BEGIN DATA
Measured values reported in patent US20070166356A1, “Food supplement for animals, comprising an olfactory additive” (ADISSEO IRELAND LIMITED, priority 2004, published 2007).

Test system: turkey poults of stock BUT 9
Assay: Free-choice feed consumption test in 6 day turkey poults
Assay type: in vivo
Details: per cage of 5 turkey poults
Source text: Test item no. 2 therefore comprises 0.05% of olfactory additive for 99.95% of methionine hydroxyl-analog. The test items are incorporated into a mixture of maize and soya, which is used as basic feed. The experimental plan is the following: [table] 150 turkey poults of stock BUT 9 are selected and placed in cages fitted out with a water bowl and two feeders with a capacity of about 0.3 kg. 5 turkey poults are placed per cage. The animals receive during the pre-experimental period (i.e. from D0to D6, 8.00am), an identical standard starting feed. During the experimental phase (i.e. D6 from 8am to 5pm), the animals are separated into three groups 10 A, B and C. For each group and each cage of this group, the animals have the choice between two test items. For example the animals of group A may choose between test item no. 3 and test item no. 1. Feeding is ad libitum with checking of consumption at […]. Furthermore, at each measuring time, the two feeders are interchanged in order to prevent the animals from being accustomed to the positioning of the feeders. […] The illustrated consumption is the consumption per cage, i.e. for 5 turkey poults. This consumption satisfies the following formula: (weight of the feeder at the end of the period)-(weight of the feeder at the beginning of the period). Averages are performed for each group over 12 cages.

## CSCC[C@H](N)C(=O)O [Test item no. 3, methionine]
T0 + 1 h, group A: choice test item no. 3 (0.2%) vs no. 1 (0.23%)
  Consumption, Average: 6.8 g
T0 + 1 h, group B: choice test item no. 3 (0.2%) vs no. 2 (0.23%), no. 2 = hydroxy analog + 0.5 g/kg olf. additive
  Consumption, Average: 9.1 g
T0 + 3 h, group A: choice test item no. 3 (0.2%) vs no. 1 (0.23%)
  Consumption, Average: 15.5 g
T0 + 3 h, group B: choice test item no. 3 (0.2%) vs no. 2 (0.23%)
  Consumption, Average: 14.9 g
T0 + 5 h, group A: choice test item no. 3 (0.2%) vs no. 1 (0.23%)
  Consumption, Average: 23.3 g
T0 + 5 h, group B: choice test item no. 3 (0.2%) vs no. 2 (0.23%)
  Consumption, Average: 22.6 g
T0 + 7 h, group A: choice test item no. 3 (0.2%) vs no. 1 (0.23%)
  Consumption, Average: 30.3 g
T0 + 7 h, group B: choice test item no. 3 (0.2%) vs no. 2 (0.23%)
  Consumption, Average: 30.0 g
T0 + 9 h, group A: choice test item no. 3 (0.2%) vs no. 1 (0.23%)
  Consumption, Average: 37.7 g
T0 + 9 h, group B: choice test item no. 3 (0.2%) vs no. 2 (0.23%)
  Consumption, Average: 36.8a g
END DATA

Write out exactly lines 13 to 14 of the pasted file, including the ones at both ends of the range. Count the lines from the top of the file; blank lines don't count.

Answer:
  Consumption, Average: 15.5 g
T0 + 3 h, group B: choice test item no. 3 (0.2%) vs no. 2 (0.23%)